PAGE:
The pursuit of GSAS is well-aligned with Qatar’s 2030 National Vision, where sustainability forms one of the key pillars and, an additional upside is that the more sustainable the building, the more leasable space is granted. Lusail’s guidelines offer incentives for developers who are awarded additional floor area ratio (FAR) that ultimately increases leasable area if they target a higher GSAS rating than the mandatory minimum 2-star requirement in the city: GSAS 3 stars earns a developer an additional 5% FAR, while GSAS 4 stars gains an additional 10% FAR and GSAS 5 stars an additional 15% FAR. Thus the building on plot 52, with its GSAS 3-star rating has earned it an extra 5% leasable space.

With a private developer as a client, AEB has taken over from the original design for plot 52. Saleh is emphatic when he says that the modifications to the building’s design under AEB’s stewardship are substantial and this is echoed by Savcic: “We are designing the façade and interior, modifying the design from the original designer’s much simpler vision. We have included Qatari patterns and influences from the local environment in our architecture, totally changing the façade by adding stone, mashrabiya panels and also three different colours of glass in the glass curtain wall.” He points out however, that the adaptation of an existing design brings its own set of challenges: “Geometrically and material-wise the building is completely different (to the original design), which is a big challenge to adapt as we are dealing with different elements, from vertical glass to canopies. It is difficult to reverse something that is already very solid; to get a different expression of design,” he muses.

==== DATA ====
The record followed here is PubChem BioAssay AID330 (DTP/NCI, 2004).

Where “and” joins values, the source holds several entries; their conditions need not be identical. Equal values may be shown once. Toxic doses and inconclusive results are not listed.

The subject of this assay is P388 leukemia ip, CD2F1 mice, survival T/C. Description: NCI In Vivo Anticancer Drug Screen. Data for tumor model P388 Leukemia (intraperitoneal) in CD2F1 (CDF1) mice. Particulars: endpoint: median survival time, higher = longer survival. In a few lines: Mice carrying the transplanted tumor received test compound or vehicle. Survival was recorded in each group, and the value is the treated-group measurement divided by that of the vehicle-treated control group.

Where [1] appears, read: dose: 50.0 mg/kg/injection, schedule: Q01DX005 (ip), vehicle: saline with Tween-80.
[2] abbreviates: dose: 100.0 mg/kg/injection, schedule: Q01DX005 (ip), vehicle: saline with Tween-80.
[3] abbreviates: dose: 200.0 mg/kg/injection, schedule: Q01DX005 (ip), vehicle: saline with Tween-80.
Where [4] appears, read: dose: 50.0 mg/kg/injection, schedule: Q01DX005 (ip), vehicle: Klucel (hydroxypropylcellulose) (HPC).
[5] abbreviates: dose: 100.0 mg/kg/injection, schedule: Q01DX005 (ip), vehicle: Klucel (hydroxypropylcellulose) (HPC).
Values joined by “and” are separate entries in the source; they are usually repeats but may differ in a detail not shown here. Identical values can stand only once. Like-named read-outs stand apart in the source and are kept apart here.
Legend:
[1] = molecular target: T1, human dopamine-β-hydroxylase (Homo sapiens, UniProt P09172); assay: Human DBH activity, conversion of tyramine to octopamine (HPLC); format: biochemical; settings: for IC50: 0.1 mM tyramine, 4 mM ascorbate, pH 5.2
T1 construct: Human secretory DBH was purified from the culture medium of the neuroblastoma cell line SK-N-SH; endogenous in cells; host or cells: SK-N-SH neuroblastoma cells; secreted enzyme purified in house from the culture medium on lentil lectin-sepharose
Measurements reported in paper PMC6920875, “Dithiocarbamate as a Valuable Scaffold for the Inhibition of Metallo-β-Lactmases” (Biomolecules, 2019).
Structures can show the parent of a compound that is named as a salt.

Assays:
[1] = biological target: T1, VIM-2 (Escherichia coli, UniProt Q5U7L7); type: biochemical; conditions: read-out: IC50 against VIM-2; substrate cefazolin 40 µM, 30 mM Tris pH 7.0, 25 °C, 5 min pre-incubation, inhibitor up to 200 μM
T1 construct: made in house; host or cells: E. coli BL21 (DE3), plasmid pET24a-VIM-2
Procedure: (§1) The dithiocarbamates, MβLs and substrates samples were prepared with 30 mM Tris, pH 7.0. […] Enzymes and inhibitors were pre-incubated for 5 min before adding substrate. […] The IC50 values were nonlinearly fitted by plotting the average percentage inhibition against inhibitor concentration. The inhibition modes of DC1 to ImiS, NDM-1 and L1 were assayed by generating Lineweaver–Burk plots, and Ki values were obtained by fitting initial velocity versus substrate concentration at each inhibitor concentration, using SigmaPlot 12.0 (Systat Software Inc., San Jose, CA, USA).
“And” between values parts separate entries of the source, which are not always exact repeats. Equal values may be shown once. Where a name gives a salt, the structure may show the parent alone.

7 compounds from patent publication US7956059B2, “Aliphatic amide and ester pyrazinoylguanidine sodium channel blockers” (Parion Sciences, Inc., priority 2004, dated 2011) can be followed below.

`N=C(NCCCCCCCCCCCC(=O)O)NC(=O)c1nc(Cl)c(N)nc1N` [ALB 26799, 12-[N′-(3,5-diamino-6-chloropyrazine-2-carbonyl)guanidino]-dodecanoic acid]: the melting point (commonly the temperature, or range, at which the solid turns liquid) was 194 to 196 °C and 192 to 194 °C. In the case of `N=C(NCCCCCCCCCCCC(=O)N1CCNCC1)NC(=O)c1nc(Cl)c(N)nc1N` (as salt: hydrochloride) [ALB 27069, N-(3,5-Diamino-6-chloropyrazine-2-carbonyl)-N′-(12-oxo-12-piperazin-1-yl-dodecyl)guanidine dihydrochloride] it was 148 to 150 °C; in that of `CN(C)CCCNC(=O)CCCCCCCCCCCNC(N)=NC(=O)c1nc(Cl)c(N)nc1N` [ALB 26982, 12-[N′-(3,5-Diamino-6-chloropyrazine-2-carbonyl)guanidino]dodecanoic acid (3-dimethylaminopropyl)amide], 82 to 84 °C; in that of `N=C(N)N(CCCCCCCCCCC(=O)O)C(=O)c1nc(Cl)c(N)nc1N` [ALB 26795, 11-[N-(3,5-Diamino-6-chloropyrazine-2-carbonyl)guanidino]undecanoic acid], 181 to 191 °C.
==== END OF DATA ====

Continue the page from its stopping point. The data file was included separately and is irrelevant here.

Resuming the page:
Saleh adds that one of the biggest challenges was discovering that systems in the initial design didn’t comply with Kahramaa and Qatar Civil Defense, which resulted in upgrading the design to comply appropriately: “Now it is totally compliant to all regulatory standards,” he assures.

The building’s façade predominantly comprises a glass curtainwall spanning an area of 8000m² with a variety of installations, depending on the elevation. For left and right side elevations the glass curtainwall is a unitised system, while the rear elevation comprises a standard curtain wall secured by a spider glass system. The front elevation comprises three different colours of glass, designed in a colourful mosaic-like configuration.

While the different colours of glass are for decorative purposes, all have the same UV factor and meet the relevant GSAS criteria. From outside the three colours are very evident but once inside the building, looking out, the colour difference is negligible.

All the glass comes from France which, alongside Belgium is renowned for its glass manufacturing quality.